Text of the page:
NEW YORK – NASA has named Priyamvada Natarajan, an Indian American-origin professor of astronomy and physics at Yale University, to lend her expertise on gravitational waves and astrophysics for the upcoming mission, LISA, which stands for Laser Interferometer Space Antenna, according to a YaleNews report.
According to the report, LISA is a space-based, gravitational wave observatory that will be composed of three spacecrafts which will be separated by millions of miles; the mission is scheduled for the early 2030s and is a collaboration between NASA, the European Space Agency, and the LISA consortium.
Natarajan is also a member of the NASA LISA Study Team.
“The detection of gravitational waves in 2015 by the LIGO (Laser Interferometer Gravitational-Wave Observatory) collaboration is one of the major scientific breakthroughs of this century. The tremors they identified in space-time, produced by the collision of two stellar-mass black holes, was extremely challenging to detect. The more massive cousins of these black holes are supermassive black holes that reside in the centers of most, if not all, galaxies,” Natarajan told YaleNews.
Natarajan explained to YaleNews that supermassive black holes are likely to have been built up by mergers as “the cosmic earthquakes produced during these collisions cannot be detected from the Earth and require a LIGO-like interferometer in space as these events will be detectable at much lower frequencies.” she said.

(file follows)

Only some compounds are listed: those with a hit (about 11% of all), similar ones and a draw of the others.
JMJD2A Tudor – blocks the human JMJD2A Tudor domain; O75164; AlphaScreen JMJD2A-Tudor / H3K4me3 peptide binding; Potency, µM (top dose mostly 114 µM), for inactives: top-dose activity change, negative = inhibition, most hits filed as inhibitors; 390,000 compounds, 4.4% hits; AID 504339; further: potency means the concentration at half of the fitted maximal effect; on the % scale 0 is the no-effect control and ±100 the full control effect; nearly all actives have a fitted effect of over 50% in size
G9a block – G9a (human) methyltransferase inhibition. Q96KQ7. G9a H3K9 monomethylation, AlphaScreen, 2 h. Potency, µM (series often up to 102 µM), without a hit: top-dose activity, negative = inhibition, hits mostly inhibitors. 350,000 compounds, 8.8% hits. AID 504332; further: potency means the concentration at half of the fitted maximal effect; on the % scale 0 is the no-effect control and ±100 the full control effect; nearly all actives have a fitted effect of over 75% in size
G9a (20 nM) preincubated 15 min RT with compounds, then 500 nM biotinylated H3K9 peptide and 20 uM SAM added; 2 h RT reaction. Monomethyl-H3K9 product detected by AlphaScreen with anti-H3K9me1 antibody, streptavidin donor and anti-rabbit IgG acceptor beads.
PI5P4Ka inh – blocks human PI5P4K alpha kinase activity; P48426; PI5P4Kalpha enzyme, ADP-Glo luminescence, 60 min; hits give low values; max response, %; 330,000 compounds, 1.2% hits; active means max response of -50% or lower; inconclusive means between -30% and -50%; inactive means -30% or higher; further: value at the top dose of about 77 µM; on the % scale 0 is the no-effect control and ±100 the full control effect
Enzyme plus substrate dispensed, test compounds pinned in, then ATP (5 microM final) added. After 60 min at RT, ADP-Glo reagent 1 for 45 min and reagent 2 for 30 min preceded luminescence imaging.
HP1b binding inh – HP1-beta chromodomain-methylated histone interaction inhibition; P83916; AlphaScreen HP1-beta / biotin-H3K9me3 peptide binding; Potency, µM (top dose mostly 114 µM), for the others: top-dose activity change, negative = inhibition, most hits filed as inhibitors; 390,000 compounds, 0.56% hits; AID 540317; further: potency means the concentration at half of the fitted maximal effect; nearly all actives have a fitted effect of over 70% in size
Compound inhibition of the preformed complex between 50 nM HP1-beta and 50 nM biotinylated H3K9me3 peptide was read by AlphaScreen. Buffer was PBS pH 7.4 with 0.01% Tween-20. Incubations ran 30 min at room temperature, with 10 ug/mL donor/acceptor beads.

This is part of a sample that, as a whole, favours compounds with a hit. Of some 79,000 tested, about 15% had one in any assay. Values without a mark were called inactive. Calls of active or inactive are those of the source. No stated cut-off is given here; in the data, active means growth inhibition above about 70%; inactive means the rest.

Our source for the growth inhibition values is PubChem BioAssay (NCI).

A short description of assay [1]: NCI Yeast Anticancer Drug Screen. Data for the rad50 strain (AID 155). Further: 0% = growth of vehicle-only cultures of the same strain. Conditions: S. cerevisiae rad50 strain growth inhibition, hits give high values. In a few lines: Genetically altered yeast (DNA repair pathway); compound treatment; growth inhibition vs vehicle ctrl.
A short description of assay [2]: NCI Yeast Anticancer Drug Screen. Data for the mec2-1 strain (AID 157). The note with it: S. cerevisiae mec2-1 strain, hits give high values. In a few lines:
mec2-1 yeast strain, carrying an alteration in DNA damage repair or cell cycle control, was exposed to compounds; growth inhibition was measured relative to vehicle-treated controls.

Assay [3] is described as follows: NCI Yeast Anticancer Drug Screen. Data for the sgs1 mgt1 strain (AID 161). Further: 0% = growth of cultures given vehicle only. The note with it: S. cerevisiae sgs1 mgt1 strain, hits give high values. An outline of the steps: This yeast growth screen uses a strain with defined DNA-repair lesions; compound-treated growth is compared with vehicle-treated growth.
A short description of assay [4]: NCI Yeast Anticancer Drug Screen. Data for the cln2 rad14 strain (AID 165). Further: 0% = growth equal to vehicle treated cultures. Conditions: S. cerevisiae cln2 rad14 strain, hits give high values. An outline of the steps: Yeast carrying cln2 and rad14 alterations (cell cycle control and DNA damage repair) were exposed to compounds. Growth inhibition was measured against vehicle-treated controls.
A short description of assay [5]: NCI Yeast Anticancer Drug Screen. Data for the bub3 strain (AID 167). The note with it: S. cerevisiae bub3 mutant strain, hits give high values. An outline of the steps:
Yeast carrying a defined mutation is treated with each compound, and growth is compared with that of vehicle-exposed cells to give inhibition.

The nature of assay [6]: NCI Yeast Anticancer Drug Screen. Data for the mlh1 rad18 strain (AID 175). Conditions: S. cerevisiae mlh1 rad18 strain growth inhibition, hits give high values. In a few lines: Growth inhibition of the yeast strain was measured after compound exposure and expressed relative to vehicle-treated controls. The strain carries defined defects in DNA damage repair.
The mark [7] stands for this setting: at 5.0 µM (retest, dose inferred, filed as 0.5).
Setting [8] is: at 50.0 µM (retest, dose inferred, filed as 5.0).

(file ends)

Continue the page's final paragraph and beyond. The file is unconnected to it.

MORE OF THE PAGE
“The LISA mission plans to detect these gravitational waves from space-based detectors. The mission will test our fundamental understanding of how supermassive black holes form and grow,” she added.
According to the YaleNews report, Natarajan’s research focuses on understanding the formation of the first black holes and the accumulation of mass in the most massive black holes in the universe.
“We currently believe that black holes grow both via direct consumption of gas and stars in their vicinity, as well as via mergers with other black holes. The detection of gravitational waves from colliding supermassive black holes by LISA would validate and calibrate the relative importance of mergers versus accretion,” Natarajan told YaleNews.
“My research group at Yale is extremely active and we are working at the leading edge of these questions combining theoretical models, numerical simulations, and the most up-to-date multi-wavelength observations,” she added.
Natarajan’s research into black holes was also prominently featured in an episode called “Black Hole Apocalypse” in the PBS science documentary series “NOVA,” on Jan. 10, according to the YaleNews report.